SALT LAKE CITY — While Salt Lake City officials warily await a bill to establish a state inland port in the city's northwest quadrant, a deal is already in progress to clean up a swath of land long eyed for that purpose.
The roughly 770-acre site of the old Salt Lake City landfill, located north of I-80 and west of 5600 West, is owned by Suburban Land Reserve, a real estate arm of the LDS Church, but conversations are taking place to put the land under the purview of a state agency.
David Ure, director of the Utah School and Institutional Trust Lands Administration, confirmed Tuesday the agency is "working out agreements" with Suburban Land Reserve regarding the old landfill site. He declined to elaborate on those discussions citing confidentiality agreements.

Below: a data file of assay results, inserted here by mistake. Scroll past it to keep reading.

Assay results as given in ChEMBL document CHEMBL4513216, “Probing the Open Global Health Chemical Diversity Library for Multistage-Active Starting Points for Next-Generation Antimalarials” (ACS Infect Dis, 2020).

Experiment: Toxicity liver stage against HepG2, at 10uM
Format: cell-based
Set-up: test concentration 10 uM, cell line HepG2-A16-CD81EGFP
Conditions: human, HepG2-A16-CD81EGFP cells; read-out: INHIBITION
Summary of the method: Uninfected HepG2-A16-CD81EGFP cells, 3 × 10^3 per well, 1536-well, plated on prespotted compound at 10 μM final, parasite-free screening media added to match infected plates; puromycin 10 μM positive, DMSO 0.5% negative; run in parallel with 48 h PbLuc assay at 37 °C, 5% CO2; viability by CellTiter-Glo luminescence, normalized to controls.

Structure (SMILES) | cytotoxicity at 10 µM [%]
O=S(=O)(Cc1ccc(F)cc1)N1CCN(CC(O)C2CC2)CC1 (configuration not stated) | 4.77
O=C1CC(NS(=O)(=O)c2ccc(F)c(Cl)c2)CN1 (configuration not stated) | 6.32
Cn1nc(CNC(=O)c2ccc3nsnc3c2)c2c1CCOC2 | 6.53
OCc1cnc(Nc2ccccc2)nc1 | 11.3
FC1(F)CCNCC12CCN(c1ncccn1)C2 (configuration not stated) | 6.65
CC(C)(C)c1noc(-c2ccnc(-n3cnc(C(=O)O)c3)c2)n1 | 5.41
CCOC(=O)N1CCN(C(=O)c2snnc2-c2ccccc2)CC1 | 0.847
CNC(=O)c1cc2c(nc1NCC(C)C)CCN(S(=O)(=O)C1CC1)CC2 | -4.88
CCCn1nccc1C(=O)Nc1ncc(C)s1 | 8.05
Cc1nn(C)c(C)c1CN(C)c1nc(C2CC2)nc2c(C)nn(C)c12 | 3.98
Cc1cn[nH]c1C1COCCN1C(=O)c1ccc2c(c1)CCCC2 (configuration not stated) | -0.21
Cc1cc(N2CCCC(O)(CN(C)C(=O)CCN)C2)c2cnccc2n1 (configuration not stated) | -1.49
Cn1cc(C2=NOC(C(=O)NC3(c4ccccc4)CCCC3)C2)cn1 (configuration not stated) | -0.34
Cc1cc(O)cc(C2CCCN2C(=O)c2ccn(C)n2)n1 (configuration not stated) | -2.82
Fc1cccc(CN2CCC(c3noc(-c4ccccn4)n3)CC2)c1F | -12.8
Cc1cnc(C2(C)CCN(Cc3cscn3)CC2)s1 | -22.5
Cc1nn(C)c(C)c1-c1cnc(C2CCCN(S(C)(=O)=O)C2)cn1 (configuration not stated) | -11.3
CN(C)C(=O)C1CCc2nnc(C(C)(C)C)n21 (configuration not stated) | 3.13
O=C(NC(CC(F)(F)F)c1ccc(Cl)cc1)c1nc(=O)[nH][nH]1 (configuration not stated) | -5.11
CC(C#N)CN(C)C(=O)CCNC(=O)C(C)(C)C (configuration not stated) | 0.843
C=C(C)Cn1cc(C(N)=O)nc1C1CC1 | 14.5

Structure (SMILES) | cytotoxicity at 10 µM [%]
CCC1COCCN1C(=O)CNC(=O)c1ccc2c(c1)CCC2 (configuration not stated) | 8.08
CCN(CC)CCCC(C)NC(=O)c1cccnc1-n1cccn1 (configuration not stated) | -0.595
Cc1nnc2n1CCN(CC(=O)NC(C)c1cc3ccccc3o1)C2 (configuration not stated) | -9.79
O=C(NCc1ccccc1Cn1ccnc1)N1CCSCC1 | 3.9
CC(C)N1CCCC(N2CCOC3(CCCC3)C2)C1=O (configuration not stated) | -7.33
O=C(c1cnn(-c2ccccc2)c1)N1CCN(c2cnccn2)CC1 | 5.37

Ure said the agency intends to clean up the landfill site for development, but he stopped short of confirming it would be for an inland port, noting that negotiations are ongoing and there's a meeting planned with "players of the northwest quadrant" later this week.
"Our main objective is to get a piece of property cleaned up so that the school kids will have a source of revenue and we are players in whatever is the best use of that property within the state of Utah," Ure said.
Dale Bills, spokesman for the Suburban Land Reserve, referred comment on the matter to the trust lands agency.
Meanwhile, Salt Lake City officials remain braced for a turf battle with the state over the 3,000-acre area slated for development spurred by the relocation of the Utah State Prison and the $100 million infrastructure it's bringing with it.
Sen. Jerry Stevenson, R-Layton, confirmed Tuesday a bill is being prepared for this legislative session to establish an inland port, or a global trade hub, in Salt Lake City's northwest quadrant, though it's not yet clear exactly what that bill will look like.